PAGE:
From posting-system@google.com Tue Jul 16 03:26:02 2002
Date: Mon, 15 Jul 2002 20:25:53 -0700
From: oleg@pobox.com (oleg@pobox.com)
Newsgroups: comp.lang.scheme
Subject: Scheme->syntax-rules [Was: hygienic macro primality tester]
Message-ID: <7eb8ac3e.0207151925.37dfbd59@posting.google.com>
Status: OR
A more systematic way of writing syntax-rules macros is to
mechanically convert the corresponding Scheme procedures. Scheme
functions are far easier to develop and debug. After we are sure our
Scheme code works, we submit our procedures to a
Scheme--to--syntax-rules compiler -- and use but don't look at the
result. As an example, this article develops a more general primality
tester syntax-rule macro based on the Eratosthenes sieve. This
approach also helps Joe Marshall, who wrote "I'm in need of an
INTERCAL compiler written in SYNTAX-RULES" Well, he can just compile
the existing INTERCAL compiler to syntax-rules.
* Eratosthenes sieve
* Pure-functional, generic implementation of the Eratosthenes sieve
* Compilation of the Scheme implementation to syntax-rules macros
* Eratosthenes sieve
We should first remark that most of the examples of the Eratosthenes
sieve -- in particular, the examples in Haskell distributions -- are
incorrect. They mis-represent the sieve algorithm. The beauty of the
Eratosthenes sieve is the complete absence of division (or related
'mod') operations. A division-free algorithm was quite an advantage in
ancient times. This fact lets us encode the primality testing with the
minimum of arithmetics.
The Eratosthenes sieve algorithm trades space for speed. We write out
numbers on a piece of papyrus, starting from 2 till the desired upper
limit. We take the first number -- two in our case -- and hole out
every second number. We scan the piece for the next non-holed-out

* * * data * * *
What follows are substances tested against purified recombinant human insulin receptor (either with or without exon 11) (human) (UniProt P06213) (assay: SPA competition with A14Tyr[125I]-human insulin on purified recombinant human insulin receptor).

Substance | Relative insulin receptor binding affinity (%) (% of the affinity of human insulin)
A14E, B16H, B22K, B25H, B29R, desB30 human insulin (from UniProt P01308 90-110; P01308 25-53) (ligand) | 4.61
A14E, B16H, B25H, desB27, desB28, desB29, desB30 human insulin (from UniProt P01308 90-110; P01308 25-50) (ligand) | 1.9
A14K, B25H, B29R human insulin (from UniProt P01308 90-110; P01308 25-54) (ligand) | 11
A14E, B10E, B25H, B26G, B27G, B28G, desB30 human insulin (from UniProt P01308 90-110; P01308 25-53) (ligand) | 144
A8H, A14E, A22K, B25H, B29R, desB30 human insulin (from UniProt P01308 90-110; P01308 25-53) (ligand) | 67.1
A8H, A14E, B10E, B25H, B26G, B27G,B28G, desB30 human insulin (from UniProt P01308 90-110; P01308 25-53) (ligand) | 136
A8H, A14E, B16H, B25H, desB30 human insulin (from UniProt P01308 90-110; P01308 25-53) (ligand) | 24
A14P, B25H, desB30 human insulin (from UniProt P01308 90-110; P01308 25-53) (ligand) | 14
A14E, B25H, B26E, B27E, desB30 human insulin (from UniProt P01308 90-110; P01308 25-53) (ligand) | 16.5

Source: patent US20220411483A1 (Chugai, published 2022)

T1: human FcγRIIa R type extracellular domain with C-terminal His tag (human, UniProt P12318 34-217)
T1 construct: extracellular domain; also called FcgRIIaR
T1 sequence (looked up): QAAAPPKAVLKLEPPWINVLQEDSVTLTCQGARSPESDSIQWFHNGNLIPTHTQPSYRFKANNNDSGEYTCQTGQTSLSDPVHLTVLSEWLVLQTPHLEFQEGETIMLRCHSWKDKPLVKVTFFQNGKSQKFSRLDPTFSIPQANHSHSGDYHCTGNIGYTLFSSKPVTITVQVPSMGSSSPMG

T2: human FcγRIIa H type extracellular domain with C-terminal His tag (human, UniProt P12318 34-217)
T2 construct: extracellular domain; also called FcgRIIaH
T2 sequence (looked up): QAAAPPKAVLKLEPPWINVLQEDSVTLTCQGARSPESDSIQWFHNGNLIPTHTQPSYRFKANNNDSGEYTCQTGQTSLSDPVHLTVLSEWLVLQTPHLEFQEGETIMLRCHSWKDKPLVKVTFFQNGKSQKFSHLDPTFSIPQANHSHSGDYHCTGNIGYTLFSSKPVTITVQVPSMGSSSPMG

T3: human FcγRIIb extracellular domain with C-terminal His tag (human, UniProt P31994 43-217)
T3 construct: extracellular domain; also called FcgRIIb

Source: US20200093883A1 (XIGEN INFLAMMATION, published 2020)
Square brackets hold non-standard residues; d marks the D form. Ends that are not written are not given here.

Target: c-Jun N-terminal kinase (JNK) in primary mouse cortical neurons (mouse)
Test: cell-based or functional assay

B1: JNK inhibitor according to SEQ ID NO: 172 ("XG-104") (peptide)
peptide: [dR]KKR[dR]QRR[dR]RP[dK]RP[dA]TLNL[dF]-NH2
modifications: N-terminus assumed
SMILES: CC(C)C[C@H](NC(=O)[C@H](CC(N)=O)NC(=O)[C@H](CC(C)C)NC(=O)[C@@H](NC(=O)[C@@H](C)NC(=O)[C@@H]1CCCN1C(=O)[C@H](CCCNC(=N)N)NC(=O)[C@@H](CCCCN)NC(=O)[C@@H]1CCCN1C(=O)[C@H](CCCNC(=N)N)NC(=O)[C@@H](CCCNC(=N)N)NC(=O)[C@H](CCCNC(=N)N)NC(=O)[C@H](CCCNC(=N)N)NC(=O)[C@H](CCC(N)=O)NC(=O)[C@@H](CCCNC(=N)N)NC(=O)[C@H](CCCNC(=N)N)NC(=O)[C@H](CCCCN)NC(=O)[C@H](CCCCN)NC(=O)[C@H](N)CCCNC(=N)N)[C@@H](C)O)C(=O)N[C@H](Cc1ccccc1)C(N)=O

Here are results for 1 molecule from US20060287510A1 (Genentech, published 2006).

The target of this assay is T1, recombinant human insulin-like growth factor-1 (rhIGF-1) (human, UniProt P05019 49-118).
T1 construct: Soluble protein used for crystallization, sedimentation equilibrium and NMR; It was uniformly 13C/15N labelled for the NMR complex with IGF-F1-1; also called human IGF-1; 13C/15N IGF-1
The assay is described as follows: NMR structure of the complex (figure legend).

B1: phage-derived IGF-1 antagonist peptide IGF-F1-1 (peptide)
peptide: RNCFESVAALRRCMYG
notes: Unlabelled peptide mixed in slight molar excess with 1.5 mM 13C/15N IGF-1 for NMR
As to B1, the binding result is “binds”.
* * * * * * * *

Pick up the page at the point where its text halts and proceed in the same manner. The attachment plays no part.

number (which will be three) and hole out every third number, starting
from three. At the end, only the prime numbers will be left. The
Eratosthenes sieve, according to the above description, has an
imperative flavor. That is how it is often implemented [Note 1].
Nothing however prevents us from re-writing the algorithm in a pure
functional style, as the next section shows.
The Eratosthenes sieve algorithm can be used for testing if a number n
is prime. We build a list of numbers 2 through n and run the
algorithm. If the last number on the list is "holed out", n is
composite. Otherwise, it is prime.
* Pure-functional, generic implementation of the Eratosthenes sieve
First, we need to build a list of numbers 2 through n.
; Given a number 'n', build a list (2..n)
(define (iota n)
(letrec
((loop
(lambda (curr counter)
(if (less-than-two? counter) '()
(cons curr (loop (incr curr) (decr counter)))))))
(loop (number-two) n)))
Note how generic this function is: it deals with integers as an
abstract data type. We do not care how integers are actually
implemented.
; The sieve algorithm itself
; Given the list (2..n), return a sieved list
; all composite numbers are replaced by 0
(define (sieve lst)
(letrec
((choose-pivot ; choose the first non-zero element in lst
(lambda (lst)
(cond
((null? lst) lst)
((number-zero? (car lst)) ; skip over zeros
(cons (car lst) (choose-pivot (cdr lst))))
(else
(cons (car lst) ; sieve with the pivot, and recurse
(choose-pivot
(do-sieve (car lst) (decr (car lst)) (cdr lst))))))))
; Run the sieve
; (do-sieve step current lst)
; Return the new lst with each step-th element sieved out:
; replaced by 0.
(do-sieve
(lambda (step current lst)
(cond
((null? lst) lst)
((number-zero? current) ; replace the current element with zero
(cons (number-zero) (do-sieve step (decr step) (cdr lst))))
(else
(cons (car lst) (do-sieve step (decr current) (cdr lst)))))))
)
(choose-pivot lst)))
; Check if a given number is a prime: return 'prime or 'composite
; We run the sieve and then check if the last element has been weeded out
(define (is-prime n)
(if (number-zero? (car (reverse (sieve (iota n)))))
'composite
'prime))
To test these functions, we need to supply an implementation of
integers. First we use the most convenient representation:
(define (number-zero) 0)
(define (number-two) 2)
(define (incr n) (+ 1 n))
(define (decr n) (- n 1))
(define (less-than-two? n) (< n 2))
(define number-zero? zero?)
BTW, these are the only integer "methods" that we need to run
the Eratosthenes sieve. We don't even need general addition, subtraction,
or comparisons -- let alone multiplication or division.
Here are sample test cases and their output:
(display (iota 5))
;==> (2 3 4 5)
(display (sieve (iota 5)))
;==> (2 3 0 5)
(display (sieve (iota 25)))
;==> (2 3 0 5 0 7 0 0 0 11 0 13 0 0 0 17 0 19 0 0 0 23 0 0)
(display (is-prime 19)) ;==> prime
(display (is-prime 25)) ;==> composite
Next, we choose a Peano-Church representation of integers:
(define (number-zero) '() )
(define (number-two) '(( () )) )
(define (incr n) (list n))